Species of Concern
White-tailed Prairie Dog (Cynomys leucurus)
Wyoming Distribution by County
Albany, Big Horn, Carbon, Fremont, Hot Springs, Johnson, Lincoln, Natrona, Park, Sublette, Sweetwater, Uinta, Washakie
In May of 2008, the U.S. Fish and Wildlife Service initiated a status review for the white-tailed prairie dog (73 FR 24910). The purpose of the status review is to determine whether the species warrants listing as threatened or endangered under the Endangered Species Act (16 U.S.C. 1531 et seq.).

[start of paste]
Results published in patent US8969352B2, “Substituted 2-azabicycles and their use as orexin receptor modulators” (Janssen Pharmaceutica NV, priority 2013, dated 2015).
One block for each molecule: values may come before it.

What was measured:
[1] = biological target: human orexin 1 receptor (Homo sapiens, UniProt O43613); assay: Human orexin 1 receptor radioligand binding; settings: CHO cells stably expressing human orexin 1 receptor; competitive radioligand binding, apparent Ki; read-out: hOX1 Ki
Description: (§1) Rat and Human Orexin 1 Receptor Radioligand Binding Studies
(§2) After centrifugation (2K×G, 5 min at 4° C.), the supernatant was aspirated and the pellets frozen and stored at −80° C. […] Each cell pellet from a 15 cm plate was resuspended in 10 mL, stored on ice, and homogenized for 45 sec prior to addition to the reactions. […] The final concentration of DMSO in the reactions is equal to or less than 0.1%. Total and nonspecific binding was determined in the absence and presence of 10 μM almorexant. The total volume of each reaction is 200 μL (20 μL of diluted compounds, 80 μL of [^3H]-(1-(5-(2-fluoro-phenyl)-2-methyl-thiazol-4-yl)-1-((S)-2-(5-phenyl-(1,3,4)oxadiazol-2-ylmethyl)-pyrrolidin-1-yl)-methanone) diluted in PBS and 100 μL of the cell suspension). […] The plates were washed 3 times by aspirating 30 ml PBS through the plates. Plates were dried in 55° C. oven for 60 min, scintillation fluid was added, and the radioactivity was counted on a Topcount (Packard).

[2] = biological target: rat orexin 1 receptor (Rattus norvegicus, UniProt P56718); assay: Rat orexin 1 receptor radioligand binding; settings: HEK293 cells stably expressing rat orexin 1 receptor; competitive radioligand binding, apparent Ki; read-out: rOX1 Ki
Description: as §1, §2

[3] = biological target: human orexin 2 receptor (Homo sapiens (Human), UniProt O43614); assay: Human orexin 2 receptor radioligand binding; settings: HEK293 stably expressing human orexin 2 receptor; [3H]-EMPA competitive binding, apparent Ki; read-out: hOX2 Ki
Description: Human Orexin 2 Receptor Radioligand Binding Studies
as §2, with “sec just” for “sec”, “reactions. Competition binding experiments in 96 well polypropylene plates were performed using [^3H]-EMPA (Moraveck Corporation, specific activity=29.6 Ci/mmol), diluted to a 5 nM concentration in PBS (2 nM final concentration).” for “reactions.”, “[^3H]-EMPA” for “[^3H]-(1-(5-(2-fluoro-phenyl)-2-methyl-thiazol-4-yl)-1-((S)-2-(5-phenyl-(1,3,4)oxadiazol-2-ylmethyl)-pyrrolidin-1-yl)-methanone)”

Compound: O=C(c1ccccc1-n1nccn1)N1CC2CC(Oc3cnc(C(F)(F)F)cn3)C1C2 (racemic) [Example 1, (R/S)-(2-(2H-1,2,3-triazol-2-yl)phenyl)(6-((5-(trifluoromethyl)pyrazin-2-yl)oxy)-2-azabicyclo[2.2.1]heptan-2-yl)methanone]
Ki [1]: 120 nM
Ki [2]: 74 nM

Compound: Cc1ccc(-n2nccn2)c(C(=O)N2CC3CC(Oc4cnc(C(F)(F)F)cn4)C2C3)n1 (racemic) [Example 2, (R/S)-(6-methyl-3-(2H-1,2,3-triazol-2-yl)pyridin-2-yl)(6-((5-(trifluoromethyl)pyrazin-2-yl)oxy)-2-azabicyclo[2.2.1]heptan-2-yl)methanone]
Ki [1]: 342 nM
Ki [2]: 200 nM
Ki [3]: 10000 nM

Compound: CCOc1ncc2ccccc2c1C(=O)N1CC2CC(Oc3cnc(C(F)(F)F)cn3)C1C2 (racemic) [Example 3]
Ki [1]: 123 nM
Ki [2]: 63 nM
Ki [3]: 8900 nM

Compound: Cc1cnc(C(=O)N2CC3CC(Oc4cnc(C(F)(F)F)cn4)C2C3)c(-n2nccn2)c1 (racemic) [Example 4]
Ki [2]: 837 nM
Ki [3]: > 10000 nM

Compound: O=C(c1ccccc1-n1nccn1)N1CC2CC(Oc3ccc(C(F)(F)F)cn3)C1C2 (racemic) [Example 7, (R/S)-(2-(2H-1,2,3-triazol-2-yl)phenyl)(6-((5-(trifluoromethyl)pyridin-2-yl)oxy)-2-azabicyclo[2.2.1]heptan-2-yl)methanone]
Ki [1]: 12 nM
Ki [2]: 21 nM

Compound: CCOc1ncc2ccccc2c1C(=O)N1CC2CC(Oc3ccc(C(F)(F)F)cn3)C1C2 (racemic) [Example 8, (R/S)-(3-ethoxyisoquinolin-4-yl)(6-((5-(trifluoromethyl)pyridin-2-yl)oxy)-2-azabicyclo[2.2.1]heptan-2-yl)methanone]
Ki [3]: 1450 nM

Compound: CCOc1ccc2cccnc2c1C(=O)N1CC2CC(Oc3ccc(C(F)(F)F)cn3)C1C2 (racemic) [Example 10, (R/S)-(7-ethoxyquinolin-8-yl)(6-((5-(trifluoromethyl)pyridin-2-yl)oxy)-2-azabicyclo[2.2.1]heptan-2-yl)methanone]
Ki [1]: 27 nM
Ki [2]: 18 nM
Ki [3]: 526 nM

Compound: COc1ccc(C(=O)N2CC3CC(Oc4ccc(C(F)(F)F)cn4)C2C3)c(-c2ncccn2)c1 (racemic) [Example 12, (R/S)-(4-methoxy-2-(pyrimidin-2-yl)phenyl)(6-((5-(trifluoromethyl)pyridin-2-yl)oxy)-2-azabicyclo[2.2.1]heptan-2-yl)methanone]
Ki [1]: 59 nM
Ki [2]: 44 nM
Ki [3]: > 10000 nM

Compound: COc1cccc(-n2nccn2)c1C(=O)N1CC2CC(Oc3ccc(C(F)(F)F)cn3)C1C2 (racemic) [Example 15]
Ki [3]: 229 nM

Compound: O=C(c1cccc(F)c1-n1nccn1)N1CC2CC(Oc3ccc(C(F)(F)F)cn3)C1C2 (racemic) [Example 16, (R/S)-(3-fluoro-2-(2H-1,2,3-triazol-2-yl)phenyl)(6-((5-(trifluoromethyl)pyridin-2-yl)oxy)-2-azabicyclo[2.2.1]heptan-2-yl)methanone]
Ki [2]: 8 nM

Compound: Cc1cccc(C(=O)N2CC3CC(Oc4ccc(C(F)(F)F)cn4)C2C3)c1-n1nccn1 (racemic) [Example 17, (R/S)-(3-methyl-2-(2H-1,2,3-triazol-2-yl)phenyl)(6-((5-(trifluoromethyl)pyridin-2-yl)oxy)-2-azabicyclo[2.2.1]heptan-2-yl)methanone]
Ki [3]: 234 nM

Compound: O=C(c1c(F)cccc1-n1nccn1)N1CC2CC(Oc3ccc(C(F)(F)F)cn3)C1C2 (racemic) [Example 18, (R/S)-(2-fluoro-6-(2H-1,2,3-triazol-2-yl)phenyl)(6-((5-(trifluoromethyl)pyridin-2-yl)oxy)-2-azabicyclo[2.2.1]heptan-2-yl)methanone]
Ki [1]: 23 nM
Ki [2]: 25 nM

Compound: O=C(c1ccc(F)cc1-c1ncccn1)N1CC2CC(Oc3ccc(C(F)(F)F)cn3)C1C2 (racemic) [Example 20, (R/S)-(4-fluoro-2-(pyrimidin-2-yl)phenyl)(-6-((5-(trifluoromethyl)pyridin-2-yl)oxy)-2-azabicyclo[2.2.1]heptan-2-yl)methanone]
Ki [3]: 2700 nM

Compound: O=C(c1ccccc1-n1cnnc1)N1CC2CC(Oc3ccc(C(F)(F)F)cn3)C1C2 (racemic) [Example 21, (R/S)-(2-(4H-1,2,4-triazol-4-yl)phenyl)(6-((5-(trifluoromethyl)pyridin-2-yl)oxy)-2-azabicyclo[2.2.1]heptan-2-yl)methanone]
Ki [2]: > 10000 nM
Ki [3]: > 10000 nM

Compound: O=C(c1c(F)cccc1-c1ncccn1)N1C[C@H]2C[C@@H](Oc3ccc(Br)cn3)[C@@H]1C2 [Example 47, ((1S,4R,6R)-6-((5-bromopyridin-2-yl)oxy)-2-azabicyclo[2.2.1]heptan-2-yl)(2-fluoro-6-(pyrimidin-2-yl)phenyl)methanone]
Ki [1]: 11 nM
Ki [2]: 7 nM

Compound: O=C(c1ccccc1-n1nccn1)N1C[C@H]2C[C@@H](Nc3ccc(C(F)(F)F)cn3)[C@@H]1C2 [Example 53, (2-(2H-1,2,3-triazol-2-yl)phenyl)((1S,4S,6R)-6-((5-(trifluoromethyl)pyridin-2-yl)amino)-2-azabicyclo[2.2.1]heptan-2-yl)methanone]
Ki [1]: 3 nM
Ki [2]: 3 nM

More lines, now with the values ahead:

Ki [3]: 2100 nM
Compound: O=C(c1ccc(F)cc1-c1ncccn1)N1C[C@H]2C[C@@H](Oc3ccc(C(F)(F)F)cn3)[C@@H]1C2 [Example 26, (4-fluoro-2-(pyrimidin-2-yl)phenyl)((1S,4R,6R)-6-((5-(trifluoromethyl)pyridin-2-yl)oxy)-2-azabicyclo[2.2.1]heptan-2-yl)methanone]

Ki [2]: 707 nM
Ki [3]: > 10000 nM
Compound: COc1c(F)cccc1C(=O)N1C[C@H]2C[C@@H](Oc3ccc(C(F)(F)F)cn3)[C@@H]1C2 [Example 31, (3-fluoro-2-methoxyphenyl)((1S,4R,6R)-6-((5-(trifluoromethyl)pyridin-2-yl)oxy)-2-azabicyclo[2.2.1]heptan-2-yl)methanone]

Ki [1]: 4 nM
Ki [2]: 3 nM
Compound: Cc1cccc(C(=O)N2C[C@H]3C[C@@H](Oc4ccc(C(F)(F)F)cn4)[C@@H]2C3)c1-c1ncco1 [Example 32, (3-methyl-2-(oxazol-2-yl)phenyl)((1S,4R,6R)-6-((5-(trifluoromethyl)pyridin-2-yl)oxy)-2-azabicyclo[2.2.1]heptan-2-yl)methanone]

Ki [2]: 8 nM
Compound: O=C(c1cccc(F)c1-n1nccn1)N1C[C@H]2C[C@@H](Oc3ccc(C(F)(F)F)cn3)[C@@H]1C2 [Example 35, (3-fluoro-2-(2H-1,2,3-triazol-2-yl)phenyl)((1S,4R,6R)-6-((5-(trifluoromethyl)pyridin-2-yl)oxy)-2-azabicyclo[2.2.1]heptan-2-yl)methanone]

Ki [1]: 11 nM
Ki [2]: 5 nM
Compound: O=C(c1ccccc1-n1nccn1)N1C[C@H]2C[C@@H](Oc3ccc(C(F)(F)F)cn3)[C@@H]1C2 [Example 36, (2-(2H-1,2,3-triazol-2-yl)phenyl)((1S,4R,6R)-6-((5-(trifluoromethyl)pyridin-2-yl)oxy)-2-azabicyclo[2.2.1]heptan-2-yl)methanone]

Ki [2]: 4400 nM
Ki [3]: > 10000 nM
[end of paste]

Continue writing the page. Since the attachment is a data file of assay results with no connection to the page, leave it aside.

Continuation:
The white-tailed prairie dog (Cynomys leucurus) is approximately 13 to 15 inches long and weighs 1 to 3 pounds. It is a small, stout rodent within the squirrel family. White-tailed prairie dogs have a short, white-tipped tail, large eyes, a blackish-brown cheek patch above and below each eye, and a tan-brown pelt. They typically inhabit moderately sloped grasslands, desert grasslands, and shrublands at altitudes ranging from 5,500 to 9,800 feet. While the white-tailed prairie dog occurs over much of its historic range, colonies are more widely dispersed and population sizes have declined. The white-tailed prairie dog inhabits areas across western and central Wyoming, northwest Colorado, northeastern Utah, and a small area in south-central Montana. The majority of the range of this species is encompassed by Wyoming.